Posts categorized “five pillars”
In Wayne Walls' recent post on parallel computing, message queues are mentioned as a way to achieve parallel computing in an application. In this post, we will dive into the different message queues out there and how to implement a message queue in an application.
Wayne Walls posted a great article on the Rackspace Blog regarding the importance of modularity in cloud application design. Traditionally, when technical people talked about modular design they meant something like this:
As you can see, we have a typical web application that is indeed very modular. It has a few Varnish caching servers, a few web servers, a few application servers and a few database servers. Basically, we've taken what was once a monolithic application and split it into atomic components that are scalable and replaceable.
In the cloud though, we don't have to stop there. The above is a "bare metal servers on a cloud" mentality. What you should strive for is a true modular application that not only is broken up into smaller pieces, but also consumes services.
Wayne Walls wrote a great article on the Rackspace Blog around horizontal scaling, a pillar of cloud application design. When designing applications in the cloud, typically you need more than one server performing specific tasks.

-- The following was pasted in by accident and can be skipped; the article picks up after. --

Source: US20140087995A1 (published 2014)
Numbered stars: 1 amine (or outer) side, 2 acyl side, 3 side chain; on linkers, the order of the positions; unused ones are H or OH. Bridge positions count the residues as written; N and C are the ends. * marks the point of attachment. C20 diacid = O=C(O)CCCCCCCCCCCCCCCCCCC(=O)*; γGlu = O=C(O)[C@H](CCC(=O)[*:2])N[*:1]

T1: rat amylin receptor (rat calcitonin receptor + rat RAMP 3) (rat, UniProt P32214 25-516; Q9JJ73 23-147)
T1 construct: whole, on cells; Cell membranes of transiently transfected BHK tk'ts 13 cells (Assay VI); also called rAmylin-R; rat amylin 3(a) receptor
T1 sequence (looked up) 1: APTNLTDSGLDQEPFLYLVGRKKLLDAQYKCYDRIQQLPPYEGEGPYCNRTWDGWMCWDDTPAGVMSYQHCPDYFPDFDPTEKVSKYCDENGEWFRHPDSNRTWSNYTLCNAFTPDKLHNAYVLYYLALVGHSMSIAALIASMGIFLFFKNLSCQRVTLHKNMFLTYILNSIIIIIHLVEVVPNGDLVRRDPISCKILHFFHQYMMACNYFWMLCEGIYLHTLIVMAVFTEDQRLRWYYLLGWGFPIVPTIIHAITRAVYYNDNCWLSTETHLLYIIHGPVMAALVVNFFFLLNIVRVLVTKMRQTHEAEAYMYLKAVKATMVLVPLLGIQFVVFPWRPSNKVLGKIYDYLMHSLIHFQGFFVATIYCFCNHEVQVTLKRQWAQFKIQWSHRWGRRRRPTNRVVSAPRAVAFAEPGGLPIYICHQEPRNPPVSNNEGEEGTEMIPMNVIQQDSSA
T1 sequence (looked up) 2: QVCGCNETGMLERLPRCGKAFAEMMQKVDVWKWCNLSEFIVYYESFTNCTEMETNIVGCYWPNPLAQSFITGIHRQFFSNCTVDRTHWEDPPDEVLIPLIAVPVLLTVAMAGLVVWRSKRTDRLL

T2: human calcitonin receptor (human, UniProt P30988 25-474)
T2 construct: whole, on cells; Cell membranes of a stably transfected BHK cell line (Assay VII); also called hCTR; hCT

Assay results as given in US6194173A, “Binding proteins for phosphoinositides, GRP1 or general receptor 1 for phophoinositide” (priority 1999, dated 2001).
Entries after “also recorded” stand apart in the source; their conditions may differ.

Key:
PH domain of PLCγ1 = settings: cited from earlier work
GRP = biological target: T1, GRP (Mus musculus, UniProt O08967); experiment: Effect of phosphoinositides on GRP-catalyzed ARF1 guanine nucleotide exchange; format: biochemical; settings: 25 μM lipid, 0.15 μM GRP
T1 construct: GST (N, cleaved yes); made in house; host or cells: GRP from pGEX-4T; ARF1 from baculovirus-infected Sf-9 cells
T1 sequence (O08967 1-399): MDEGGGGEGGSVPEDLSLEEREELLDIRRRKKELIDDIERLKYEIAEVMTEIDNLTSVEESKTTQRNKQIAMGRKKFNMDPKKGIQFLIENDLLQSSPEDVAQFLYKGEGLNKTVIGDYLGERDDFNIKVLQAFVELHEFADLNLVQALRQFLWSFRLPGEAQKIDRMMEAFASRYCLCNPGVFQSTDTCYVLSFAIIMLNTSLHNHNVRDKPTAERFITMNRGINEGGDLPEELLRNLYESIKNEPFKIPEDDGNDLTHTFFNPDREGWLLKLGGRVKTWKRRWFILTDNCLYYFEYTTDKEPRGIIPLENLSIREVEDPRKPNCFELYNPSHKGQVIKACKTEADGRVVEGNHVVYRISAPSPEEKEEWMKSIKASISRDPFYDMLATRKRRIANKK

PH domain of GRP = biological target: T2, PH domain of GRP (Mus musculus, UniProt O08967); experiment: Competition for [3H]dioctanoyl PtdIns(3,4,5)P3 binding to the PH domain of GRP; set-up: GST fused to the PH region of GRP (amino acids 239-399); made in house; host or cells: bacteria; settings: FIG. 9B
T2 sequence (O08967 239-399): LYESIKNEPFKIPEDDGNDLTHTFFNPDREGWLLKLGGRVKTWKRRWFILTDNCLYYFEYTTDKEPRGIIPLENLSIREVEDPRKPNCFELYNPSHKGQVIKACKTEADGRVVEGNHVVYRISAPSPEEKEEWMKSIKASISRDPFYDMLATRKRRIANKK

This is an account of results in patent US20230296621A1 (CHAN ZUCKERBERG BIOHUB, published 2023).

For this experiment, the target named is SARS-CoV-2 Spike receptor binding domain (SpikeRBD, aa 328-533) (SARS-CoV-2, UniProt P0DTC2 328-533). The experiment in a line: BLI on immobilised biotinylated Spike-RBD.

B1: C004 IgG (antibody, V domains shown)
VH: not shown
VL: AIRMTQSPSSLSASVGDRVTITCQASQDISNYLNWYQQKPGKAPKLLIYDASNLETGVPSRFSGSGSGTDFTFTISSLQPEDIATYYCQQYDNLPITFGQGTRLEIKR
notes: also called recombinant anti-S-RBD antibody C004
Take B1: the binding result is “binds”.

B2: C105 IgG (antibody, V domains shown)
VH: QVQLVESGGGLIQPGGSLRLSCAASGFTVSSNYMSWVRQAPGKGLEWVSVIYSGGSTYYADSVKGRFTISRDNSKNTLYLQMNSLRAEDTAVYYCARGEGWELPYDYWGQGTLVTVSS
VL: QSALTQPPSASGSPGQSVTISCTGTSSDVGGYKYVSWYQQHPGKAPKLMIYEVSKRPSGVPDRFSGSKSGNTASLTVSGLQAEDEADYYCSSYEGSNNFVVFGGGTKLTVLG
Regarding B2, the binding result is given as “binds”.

These groups of servers or roles or tiers are sometimes load balanced or exist as a pool of servers polling a message queue for work.
Being able to roll with the punches in a cloud environment is extremely important. The cloud can be used for a steady state environment, but really shines when coupled with monitoring and the API. Every application in the cloud should fit in one of these four buckets:
- On and Off
- Variable Workloads
- Consistent Workloads
- Fast Growth
Each workload makes you work a little differently, but using a traditional hosting model where you have the same number of compute workers all the time invariably creates waste.
Security is a major concern for all hosting platforms, but in the cloud security has traditionally been a detractor to cloud adoption. Security concerns include:
- Identity and Access Management
- Configuration and Patch Management
- Endpoint and Network Protection
- Vulnerability and Asset Management
- Data Protection
I'll go through each one of these, including how to mitigate these risks on the Rackspace Open Cloud. We may highlight services and products you didn't know we had, as well as some of our partner companies from the Cloud Tools Marketplace.